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Saturday, August 1, 2020


*We continue our reflections on the beatitudes of Jesus

~Blessed are the peacemakers, for they shall be called sons of God~

The peacemakers constitute the seventh beatitude. The number seven is not insignificant. The Jewish tradition is enormously preoccupied with numbers. No number is without consequence, especially the number seven. God himself seemed to really like it. He ordered Noah to bring seven pairs of every clean animal onto the ark (Gen 7:2). The priests were to sprinkle blood seven times before him for the sacrifices (Lev 4:6). That one kid sneezed seven times before rising from the dead (2 Kings 4:35 ― this is really in the text!). The list goes on. Most important for our purposes, though, is that there were seven days of creation in the book of Genesis. Believe it or not, there is a way of interpreting Jesus’s seventh beatitude as a subtle reference to the creation of the world. It turns around the idea of “peace” ― “blessed are the ‘peacemakers.’”

The Hebrew word for “peace” is shalom. What the Jewish people have in mind when they talk about peace or shalom is much more than the absence of war. Neither is shalom the achievement of some undisturbed repose or finding isolation from the restlessness of the world. In fact, to discover what shalom means, one must look at the story of creation. In Genesis, God creates the world across six days, steadily crafting and populating the cosmos. There is Day and there is Night. There is sky, and water, and land. Trees and fruits. “Swarms of living creatures.” And so on and so forth all the way up to human beings. But we should notice that, in the text, after each day of God’s creative acts, God looked out at what he’d made and “saw that it was good” (Gen 1:4, etc.). In the beginning, a cosmic unity flowed through and marked the creation. All was in balance. All was rightly ordered. All was good. 

This is shalom. This is what the Jewish-Christian tradition means by “peace” ― that original harmony in the Garden of Eden. Shalom means humanity at peace with the earth and its creatures, with God, and even with itself. It means, again, not just a lack of tension or war ― this is not just a time, for instance, when the animals didn’t attack each other ― but also a real positive communion and unity between God, humanity, and creation. It is, as the prophet Isaiah put it, a peace where “the wolf shall dwell with the lamb, and the leopard shall lie down with the goat … and a little child shall lead them…. They shall not hurt or destroy in all my holy mountain” (Is 11:6, 9).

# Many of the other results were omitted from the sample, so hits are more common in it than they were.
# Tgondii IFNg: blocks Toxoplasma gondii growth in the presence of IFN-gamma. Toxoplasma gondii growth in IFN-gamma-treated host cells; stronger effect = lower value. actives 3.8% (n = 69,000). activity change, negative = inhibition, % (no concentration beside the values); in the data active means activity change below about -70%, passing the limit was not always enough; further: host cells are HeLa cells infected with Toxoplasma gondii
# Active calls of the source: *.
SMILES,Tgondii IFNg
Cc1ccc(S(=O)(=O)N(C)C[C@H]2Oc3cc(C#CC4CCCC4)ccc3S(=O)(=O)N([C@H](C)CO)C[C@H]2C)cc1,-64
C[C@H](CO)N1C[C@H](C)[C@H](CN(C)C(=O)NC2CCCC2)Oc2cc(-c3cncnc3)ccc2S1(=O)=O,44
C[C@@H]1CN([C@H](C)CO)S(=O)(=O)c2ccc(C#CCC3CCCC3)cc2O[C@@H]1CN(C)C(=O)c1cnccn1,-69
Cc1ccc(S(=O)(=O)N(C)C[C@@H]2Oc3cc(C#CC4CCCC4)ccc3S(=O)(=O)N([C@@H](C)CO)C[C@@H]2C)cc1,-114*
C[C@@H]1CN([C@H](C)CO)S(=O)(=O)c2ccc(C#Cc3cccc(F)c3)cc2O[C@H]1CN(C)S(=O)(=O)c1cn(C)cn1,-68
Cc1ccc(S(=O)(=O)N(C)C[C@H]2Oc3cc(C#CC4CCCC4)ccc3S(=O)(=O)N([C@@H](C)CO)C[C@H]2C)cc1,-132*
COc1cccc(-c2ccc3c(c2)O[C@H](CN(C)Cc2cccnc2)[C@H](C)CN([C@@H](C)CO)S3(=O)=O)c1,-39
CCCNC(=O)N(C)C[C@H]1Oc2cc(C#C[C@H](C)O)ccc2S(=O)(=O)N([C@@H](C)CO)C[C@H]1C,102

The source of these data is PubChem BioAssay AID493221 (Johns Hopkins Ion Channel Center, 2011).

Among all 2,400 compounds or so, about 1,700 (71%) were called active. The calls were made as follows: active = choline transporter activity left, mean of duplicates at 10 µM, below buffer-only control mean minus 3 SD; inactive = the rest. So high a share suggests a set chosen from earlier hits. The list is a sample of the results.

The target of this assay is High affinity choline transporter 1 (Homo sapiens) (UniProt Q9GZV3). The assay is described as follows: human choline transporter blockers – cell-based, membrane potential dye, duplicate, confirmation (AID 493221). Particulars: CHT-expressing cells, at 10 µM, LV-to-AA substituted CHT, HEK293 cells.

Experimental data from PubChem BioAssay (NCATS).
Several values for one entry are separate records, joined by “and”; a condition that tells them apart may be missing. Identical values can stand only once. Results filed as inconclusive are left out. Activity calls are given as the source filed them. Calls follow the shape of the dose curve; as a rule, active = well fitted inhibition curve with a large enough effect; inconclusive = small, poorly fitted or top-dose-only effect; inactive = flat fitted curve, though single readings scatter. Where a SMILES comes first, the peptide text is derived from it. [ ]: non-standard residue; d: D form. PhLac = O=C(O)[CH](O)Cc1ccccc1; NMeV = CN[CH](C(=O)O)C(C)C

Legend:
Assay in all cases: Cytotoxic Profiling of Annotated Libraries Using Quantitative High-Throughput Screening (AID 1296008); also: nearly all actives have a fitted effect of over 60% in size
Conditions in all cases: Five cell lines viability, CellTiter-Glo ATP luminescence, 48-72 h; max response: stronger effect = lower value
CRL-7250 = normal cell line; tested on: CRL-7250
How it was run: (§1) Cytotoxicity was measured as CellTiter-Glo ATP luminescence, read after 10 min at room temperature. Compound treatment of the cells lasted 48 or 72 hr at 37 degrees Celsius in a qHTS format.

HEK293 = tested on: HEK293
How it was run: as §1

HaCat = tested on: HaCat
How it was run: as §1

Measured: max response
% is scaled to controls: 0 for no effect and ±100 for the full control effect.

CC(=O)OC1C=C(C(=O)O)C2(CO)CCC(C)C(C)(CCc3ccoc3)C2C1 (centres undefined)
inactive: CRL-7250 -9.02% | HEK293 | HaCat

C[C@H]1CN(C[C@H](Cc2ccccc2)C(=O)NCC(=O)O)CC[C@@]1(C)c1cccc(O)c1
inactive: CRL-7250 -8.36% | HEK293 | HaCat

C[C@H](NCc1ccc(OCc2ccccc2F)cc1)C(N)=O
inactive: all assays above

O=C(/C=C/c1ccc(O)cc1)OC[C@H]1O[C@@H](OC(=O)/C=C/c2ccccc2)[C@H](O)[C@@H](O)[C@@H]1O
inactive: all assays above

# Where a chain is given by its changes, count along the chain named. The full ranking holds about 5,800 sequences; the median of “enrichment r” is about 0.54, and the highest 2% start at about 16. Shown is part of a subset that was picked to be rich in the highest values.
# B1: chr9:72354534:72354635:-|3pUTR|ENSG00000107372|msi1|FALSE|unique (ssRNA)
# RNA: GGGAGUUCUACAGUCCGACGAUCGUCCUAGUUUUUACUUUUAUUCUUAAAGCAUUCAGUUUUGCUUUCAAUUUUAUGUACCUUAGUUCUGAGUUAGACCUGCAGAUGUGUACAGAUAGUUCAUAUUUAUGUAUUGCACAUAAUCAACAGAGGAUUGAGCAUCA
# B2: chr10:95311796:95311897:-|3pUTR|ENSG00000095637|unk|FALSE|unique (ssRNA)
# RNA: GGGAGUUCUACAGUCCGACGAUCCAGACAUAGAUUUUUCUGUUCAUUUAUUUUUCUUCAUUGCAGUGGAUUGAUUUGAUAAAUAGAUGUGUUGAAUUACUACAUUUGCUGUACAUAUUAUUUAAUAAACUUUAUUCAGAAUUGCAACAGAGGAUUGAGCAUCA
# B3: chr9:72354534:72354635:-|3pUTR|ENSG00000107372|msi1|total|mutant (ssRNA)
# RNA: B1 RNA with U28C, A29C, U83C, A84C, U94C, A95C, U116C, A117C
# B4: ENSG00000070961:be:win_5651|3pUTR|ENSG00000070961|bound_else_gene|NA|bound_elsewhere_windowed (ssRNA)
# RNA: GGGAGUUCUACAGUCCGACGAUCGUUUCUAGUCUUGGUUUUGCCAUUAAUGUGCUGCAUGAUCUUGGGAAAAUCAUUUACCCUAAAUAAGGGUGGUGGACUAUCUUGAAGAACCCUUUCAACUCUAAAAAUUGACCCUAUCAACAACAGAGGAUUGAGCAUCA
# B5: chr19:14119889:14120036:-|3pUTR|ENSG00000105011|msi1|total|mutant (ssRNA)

Most beautiful of all, I think, is what happens on the seventh day: “Thus the heavens and the earth were finished. And on the seventh day God finished his work which he had done, and he rested” (Gen 2:1-2). In the Jewish mind, it’s not that, on the seventh day, worn out from his efforts, God did nothing. On the contrary, God participated in the shalom by simply being with us in it. On the seventh day, God enjoyed the harmony of shalom. This is why “God blessed the seventh day and hallowed it, because on it God rested” (Gen 2:3).

This is, of course, where we get the tradition of the Sabbath ― the day of rest, the day of shalom. Indeed, the great hope of Judaism and Christianity is that all days could someday be the Sabbath, could be shalom. To this day, upon seeing each other, the Jewish greeting is “shalom aleichem” ― “peace be with you.” The peace and shalom of the Garden be with you.

This is precisely the reason Jesus makes the peacemakers his seventh beatitude. This was, again, no coincidence for a Jewish rabbi. But what about the second half of this beatitude? Why does Jesus say the peacemakers will be called “sons of God”? Well this, too, has something to do with Genesis and the creation story.

In that same narrative we read about how Adam and Eve ― how all human beings ― are created “in God’s own image and likeness” (Gen 1:26). It’s an odd phrase ― “image and likeness” ― but what it means becomes clear a few chapters later. In chapter 5, Adam and Eve have their third son. The text says that, “Adam became the father of a son in his own likeness, after his image, and named him Seth” (Gen 5:3). What it means, then, to be made “in the image and likeness” of something is to be a son or to be a daughter. You and I ― made in God’s image and likeness ― are sons and daughters of God, in the same way Seth is a son of Adam and a son of Eve. 

Let’s put it all together, then. “Blessed are the peacemakers, they shall be called sons of God.” This is the seventh beatitude ― the one that points us back to creation, to the Garden. For Jesus, the ones who most embody their calling as sons and daughters of God ― the calling instilled in us in our creation ― are those who seek peace. For Jesus, the ones who most embody what it means to be a son or a daughter of God ― the ones who live according to the beatitudes ― are those who seek to spread the shalom of the Garden, those who seek that mountain where “none shall hurt or destroy,” even if they’ll only finally arrive in the world to come. This is the heart of Christian peace and Christian peacemaking. 


~Anthony Rosselli (PhD cand., theology, University of Dayton) writes out of St. Luke and Ascension Parishes in Franklin County, Vermont. These columns are archived here.

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